Systemic prednisone administration selectively alters granulocyte subsets in nasal polyps from aspirin-exacerbated respiratory disease and chronic rhinosinusitis patients
Funding sources for the study: Stanford University Department of Otolaryngology; University of Colorado Department of Otolaryngology; American Academy of Otolaryngology–Head and Neck Surgery.
Potential conflict of interest: None provided.
Nasal polyps (NPs) are hallmark inflammatory lesions of sinusitis. Despite the spectrum of NP conditions, cellular differences between NPs from patients with chronic rhinosinusitis with NPs (CRSwNP) and aspirin-exacerbated respiratory disease (AERD) are poorly understood. NPs are associated with abundant eosinophils; the contributions of neutrophil and basophil granulocytes are less defined. We therefore sought to assess granulocyte subpopulations, and differential effects following prednisone pretreatment, within NPs of CRSwNP and AERD patients.
NPs, adjacent ethmoid sinus tissue, and peripheral blood mononuclear cells (PBMCs) were obtained from patients undergoing endoscopic sinus surgery. Samples from 5 cohorts: CRSwNP ± prednisone (n = 6 each), AERD ± prednisone (n = 6 each), and controls (n = 9), were analyzed by high-dimensional flow cytometry to gate granulocyte populations. Specimens were also assessed using immunohistochemistry (IHC) staining.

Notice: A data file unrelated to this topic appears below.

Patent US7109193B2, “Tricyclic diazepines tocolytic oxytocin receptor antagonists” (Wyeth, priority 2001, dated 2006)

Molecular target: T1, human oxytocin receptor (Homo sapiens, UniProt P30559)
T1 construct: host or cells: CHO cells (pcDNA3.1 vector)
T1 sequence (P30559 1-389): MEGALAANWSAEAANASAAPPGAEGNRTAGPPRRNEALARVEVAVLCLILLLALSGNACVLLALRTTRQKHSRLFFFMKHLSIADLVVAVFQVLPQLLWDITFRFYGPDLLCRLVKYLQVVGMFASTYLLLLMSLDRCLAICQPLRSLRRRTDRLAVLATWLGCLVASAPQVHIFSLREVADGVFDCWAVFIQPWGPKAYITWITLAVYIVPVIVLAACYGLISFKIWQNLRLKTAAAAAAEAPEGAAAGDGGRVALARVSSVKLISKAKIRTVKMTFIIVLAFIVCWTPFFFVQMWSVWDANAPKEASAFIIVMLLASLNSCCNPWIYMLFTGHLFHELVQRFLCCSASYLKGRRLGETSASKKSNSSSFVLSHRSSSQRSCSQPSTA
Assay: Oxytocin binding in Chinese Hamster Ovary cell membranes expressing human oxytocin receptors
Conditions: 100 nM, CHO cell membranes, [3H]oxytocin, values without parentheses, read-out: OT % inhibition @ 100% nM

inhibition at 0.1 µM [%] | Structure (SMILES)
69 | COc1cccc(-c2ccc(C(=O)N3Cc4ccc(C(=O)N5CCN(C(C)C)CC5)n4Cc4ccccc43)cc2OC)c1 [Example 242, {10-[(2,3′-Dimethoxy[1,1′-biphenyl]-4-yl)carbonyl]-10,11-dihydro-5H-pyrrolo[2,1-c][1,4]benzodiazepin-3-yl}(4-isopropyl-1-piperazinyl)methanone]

Systemic prednisone administration was associated with a lower frequency of eosinophils (p < 0.0001, n = 6) in NPs in both CRSwNP and AERD patients, whereas a decrease in neutrophils (p = 0.0070, n = 6) in NPs was only observed in CRSwNP patients after prednisone treatment. In contrast, steroids do not alter basophil proportions (p = 0.48, n = 6) within NPs from either group. No significant shift in granulocyte subsets after steroid treatment was identified in the adjacent ethmoid mucosa or PBMCs from the same patients. Immunohistochemistry (IHC) staining supported these findings.
Granulocyte subpopulations are focally affected within NPs by systemic steroid exposure, without notable granulocyte alterations in the surrounding regional tissues. These data provide direct insights into the cellular effects of routine prednisone exposure in CRS patients, and highlight a unique microenvironment present within NP lesions.